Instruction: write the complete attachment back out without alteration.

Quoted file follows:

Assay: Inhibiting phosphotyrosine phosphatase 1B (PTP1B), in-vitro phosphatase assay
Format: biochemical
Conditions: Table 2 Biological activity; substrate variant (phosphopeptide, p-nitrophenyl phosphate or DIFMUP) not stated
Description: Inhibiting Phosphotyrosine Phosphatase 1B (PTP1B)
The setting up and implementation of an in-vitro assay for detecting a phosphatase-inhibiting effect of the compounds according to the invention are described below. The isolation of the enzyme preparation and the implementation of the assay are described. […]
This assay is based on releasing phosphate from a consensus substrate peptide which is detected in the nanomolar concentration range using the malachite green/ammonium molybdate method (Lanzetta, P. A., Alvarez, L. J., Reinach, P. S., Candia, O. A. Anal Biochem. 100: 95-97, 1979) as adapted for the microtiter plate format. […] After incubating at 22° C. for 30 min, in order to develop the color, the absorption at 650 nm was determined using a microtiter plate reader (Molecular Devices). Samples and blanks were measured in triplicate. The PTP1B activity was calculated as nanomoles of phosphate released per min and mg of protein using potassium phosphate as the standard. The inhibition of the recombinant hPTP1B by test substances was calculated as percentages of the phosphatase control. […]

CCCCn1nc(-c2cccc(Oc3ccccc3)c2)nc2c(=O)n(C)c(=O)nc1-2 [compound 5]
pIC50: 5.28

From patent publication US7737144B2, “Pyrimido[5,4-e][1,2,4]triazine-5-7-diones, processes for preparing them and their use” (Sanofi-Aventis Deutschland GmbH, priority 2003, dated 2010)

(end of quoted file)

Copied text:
Assay: Inhibiting phosphotyrosine phosphatase 1B (PTP1B), in-vitro phosphatase assay
Format: biochemical
Conditions: Table 2 Biological activity; substrate variant (phosphopeptide, p-nitrophenyl phosphate or DIFMUP) not stated
Description: Inhibiting Phosphotyrosine Phosphatase 1B (PTP1B)
The setting up and implementation of an in-vitro assay for detecting a phosphatase-inhibiting effect of the compounds according to the invention are described below. The isolation of the enzyme preparation and the implementation of the assay are described. […]
This assay is based on releasing phosphate from a consensus substrate peptide which is detected in the nanomolar concentration range using the malachite green/ammonium molybdate method (Lanzetta, P. A., Alvarez, L. J., Reinach, P. S., Candia, O. A. Anal Biochem. 100: 95-97, 1979) as adapted for the microtiter plate format. […] After incubating at 22° C. for 30 min, in order to develop the color, the absorption at 650 nm was determined using a microtiter plate reader (Molecular Devices). Samples and blanks were measured in triplicate. The PTP1B activity was calculated as nanomoles of phosphate released per min and mg of protein using potassium phosphate as the standard. The inhibition of the recombinant hPTP1B by test substances was calculated as percentages of the phosphatase control. […]

CCCCn1nc(-c2cccc(Oc3ccccc3)c2)nc2c(=O)n(C)c(=O)nc1-2 [compound 5]
pIC50: 5.28

From patent publication US7737144B2, “Pyrimido[5,4-e][1,2,4]triazine-5-7-diones, processes for preparing them and their use” (Sanofi-Aventis Deutschland GmbH, priority 2003, dated 2010)